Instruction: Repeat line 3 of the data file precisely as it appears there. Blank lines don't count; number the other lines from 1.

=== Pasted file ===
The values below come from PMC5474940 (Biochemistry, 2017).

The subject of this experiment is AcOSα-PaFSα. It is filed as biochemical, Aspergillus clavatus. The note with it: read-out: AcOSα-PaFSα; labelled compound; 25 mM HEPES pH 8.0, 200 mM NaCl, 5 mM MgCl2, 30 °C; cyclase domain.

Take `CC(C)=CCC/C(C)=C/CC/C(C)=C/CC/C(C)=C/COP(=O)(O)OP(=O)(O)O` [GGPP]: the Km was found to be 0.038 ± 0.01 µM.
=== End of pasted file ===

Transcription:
Take `CC(C)=CCC/C(C)=C/CC/C(C)=C/CC/C(C)=C/COP(=O)(O)OP(=O)(O)O` [GGPP]: the Km was found to be 0.038 ± 0.01 µM.